At 3:55 p.m. yesterday, not a minute later than scheduled, the NASA rover Perseverance daintily dropped to the surface of Mars in Jezero Crater, just seven short months after leaving Earth. Within a few minutes, Perseverance casually snapped a few shots for its Instagram — including a selfie — confirming its remarkably smooth arrival. This was not the first time we’ve landed a rover on Mars, of course, but after four years of EPA gaslighting, Sharpiegate, and the Starship Troopers cosplay that is the Space Force, this moment hit different. As the cheers erupted at the Jet Propulsion Laboratory’s mission control — a room filled with masked and plexiglass-divided scientists and engineers that was much more sparsely populated than during previous landings — I saw something I hadn’t seen before. I saw how the science that got us to another planet will deliver our own from the climate crisis.
Take the rover itself. Here we have one of the most efficient electric vehicles ever produced: a rugged, remote-controlled six-wheeler engineered for both extreme heat and extreme cold and powered by a nuclear battery. Not only is Perseverance the next-generation version of an all-weather Chevy Bolt, it’s carrying a small solar-powered electric helicopter (name: Ingenuity), that’s being stored on the rover’s belly. If we can master interplanetary, zero-emission transportation, building out a next-generation fleet of high-speed trains, EVs, and cargo bikes really shouldn’t be a problem.
Then there’s the science the rover is there to perform. Among the many experiments it’s conducting to look for signs of life, Perseverance is going to try to make oxygen from Mars’s carbon-dioxide-heavy atmosphere. This is a feat that would be critical for a crewed mission to the Red Planet if we wanted to spend any extended period of time there, Matt Damon–style. (The oxygen may also potentially be used for fuel.) Of course, these findings could be used toward developing carbon-capture technology and other ways to convert carbon to sustainable fuel back home.
There’s no way we would understand the severity of the crisis we’re facing if we hadn’t gone to Mars in the first place. Tools for measuring water and wind on a distant planet have aided our understanding of how these same forces work on Earth, allowing sophisticated forecasting that can not only more accurately predict the severity of climate disasters but help humans make long-range plans for climate adaptation. Exploring space has become a way to peer into our own future and make some necessary adjustments — which is almost surely one of the reasons the Trump administration, complicit with the fossil-fuel industry, tried so hard to pull the plug on certain aspects of NASA’s research on greenhouse gases.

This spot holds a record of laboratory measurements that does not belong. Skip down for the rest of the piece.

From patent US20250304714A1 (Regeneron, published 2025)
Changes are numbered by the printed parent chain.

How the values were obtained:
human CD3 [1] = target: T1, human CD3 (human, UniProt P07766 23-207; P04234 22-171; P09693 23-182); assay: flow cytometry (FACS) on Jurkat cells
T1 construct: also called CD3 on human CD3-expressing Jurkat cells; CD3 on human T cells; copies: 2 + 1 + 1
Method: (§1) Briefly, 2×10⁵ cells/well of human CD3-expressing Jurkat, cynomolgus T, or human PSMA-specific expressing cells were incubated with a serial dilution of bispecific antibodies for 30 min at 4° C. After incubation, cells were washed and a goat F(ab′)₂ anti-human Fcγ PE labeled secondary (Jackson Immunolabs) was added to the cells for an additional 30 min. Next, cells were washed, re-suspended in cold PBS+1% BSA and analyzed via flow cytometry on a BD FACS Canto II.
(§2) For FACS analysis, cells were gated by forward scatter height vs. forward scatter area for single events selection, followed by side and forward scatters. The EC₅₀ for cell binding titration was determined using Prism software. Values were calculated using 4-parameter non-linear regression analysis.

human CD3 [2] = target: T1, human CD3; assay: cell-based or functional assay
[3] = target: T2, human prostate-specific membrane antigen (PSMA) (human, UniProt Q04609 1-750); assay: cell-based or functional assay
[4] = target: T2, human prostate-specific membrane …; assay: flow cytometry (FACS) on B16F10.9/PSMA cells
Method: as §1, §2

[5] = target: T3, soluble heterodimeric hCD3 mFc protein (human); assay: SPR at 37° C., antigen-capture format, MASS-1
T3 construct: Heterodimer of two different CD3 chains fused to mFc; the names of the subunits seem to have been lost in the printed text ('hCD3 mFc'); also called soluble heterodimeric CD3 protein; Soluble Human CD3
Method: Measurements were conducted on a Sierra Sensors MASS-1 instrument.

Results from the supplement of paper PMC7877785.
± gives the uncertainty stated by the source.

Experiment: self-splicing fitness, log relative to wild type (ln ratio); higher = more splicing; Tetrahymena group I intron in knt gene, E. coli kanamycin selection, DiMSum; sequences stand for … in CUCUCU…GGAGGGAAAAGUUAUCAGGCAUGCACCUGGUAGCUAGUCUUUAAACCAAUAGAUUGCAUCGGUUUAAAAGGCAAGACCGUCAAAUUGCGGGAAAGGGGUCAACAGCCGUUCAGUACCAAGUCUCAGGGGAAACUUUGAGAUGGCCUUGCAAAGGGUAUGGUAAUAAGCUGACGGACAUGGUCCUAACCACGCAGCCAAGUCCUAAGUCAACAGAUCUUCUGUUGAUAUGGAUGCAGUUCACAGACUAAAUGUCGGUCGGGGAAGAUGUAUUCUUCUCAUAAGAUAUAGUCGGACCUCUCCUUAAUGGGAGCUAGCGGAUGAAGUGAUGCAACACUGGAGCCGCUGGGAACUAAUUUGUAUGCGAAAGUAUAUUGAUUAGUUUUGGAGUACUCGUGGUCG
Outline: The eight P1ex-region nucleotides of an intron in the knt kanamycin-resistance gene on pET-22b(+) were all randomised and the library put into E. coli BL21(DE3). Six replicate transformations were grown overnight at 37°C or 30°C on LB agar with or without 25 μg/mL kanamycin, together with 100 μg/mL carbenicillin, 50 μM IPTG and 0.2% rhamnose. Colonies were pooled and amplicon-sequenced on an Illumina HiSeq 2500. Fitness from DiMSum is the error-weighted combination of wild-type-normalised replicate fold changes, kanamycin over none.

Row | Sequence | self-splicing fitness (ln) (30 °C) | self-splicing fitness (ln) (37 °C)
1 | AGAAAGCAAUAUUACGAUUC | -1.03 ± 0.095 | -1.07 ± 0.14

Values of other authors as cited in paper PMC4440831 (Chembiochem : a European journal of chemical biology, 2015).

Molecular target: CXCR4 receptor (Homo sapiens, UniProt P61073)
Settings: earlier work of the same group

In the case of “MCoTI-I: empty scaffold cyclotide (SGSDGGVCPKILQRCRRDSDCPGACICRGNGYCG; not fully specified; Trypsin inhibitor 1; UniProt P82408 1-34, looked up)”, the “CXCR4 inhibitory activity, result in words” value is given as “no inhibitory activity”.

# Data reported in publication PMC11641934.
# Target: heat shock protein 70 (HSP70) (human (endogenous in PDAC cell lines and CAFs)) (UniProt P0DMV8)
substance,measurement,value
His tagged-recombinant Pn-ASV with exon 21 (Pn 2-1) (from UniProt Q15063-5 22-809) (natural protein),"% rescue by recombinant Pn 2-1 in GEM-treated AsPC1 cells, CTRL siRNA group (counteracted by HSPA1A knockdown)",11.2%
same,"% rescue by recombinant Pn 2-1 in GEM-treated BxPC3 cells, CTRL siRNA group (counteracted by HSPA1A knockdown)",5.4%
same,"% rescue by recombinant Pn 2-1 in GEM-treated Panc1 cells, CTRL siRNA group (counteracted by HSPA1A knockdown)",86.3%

As I watched Perseverance land, it was the second time I had cried that day. The first was earlier that morning, when I read a story about a family in Texas that died from carbon-monoxide poisoning because they had used a gas-powered heater indoors to stave off subzero temperatures after their power had been cut. It was a devastating dichotomy, a skyrocketing, orbit-shattering high, plummeting back to reality. The same government that has successfully deployed a half-dozen missions studying the extreme climate of Mars has spent decades ignoring our own — a climate that grows more extreme every day that we refuse to start repairing it.
We need this scientific expertise to permeate every aspect of society if we have any chance of surviving what is our most existential crisis. The Biden administration, finally aligning scientific priorities with fiscal ones, has already taken a major step to elevate the role of scientists in the federal government, filling key appointments in positions that sat empty for years and making the science adviser’s role a Cabinet position. Biden also needs to give NASA a lot more money. The agency’s spending delivers a remarkable return on investment with triumphant feats that unite us in the present moment while equipping us to address the challenges we will face in the future. The 1960s race to the moon more or less directly led to the development of your computer’s microprocessor, your smartphone, and even some of the food you eat. This time out, the scientists who brought us along on a fantastical field trip to Mars have already provided us with a lot of the tools we’ll need to address our most serious issue on Earth. It’s up to the rest of us to pay attention and start using them.